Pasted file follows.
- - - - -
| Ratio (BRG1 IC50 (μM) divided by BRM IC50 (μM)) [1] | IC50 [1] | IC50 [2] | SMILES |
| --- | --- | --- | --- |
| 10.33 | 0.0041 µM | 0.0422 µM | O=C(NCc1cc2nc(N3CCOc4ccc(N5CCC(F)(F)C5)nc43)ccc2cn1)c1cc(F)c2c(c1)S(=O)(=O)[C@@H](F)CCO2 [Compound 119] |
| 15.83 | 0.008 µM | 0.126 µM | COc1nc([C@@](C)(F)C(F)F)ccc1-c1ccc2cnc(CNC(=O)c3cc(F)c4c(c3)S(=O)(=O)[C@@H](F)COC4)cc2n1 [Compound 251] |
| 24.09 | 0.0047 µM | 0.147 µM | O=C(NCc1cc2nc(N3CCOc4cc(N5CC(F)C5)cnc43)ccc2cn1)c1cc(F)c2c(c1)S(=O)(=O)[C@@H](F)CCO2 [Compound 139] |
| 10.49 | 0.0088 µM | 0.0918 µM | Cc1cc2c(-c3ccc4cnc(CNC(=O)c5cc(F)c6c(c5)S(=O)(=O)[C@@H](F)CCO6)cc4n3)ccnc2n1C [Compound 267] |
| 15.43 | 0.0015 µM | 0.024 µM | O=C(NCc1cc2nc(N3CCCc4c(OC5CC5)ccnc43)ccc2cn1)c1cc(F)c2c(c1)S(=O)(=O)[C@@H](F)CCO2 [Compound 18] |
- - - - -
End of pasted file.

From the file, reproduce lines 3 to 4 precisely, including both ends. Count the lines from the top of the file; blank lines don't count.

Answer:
| 10.33 | 0.0041 µM | 0.0422 µM | O=C(NCc1cc2nc(N3CCOc4ccc(N5CCC(F)(F)C5)nc43)ccc2cn1)c1cc(F)c2c(c1)S(=O)(=O)[C@@H](F)CCO2 [Compound 119] |
| 15.83 | 0.008 µM | 0.126 µM | COc1nc([C@@](C)(F)C(F)F)ccc1-c1ccc2cnc(CNC(=O)c3cc(F)c4c(c3)S(=O)(=O)[C@@H](F)COC4)cc2n1 [Compound 251] |